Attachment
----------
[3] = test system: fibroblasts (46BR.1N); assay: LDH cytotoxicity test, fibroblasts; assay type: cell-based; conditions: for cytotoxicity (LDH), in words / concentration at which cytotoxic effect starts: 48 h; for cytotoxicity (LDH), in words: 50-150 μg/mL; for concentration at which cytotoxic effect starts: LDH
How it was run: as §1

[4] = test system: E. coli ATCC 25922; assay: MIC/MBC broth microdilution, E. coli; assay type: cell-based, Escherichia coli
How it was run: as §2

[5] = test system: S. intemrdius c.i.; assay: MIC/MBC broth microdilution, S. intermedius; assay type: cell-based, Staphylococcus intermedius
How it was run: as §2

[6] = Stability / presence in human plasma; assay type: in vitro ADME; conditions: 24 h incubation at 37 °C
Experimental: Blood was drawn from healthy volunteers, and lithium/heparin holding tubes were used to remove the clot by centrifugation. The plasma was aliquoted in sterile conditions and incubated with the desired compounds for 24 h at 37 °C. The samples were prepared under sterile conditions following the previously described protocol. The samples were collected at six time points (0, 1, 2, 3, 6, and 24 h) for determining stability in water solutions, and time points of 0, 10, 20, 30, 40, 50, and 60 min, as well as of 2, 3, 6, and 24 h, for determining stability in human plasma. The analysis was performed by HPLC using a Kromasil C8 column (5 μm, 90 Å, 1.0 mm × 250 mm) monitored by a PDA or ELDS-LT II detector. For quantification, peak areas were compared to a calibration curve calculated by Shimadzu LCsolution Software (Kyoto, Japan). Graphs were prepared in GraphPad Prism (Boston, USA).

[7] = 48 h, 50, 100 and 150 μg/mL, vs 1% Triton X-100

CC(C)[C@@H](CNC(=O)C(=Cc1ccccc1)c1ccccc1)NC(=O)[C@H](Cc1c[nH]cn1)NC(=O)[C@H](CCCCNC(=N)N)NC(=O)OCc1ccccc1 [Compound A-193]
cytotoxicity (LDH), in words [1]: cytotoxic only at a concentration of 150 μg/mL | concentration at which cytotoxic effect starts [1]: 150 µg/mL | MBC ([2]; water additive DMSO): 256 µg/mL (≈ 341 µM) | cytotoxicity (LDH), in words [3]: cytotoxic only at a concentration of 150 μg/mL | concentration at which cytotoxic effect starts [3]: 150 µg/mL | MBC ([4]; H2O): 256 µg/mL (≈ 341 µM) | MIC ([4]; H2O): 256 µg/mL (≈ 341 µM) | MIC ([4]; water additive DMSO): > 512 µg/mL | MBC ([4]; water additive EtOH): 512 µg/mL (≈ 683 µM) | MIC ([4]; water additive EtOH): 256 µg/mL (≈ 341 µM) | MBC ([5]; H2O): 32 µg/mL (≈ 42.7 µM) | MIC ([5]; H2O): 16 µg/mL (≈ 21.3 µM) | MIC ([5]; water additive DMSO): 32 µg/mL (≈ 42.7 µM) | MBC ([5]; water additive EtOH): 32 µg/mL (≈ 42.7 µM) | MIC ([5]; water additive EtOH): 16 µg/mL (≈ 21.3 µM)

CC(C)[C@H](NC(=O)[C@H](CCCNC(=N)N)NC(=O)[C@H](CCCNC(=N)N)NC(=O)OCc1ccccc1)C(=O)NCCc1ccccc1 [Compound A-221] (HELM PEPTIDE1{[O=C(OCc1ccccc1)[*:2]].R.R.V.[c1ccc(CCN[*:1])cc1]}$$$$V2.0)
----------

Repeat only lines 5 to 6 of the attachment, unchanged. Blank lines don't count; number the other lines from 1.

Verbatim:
[5] = test system: S. intemrdius c.i.; assay: MIC/MBC broth microdilution, S. intermedius; assay type: cell-based, Staphylococcus intermedius
How it was run: as §2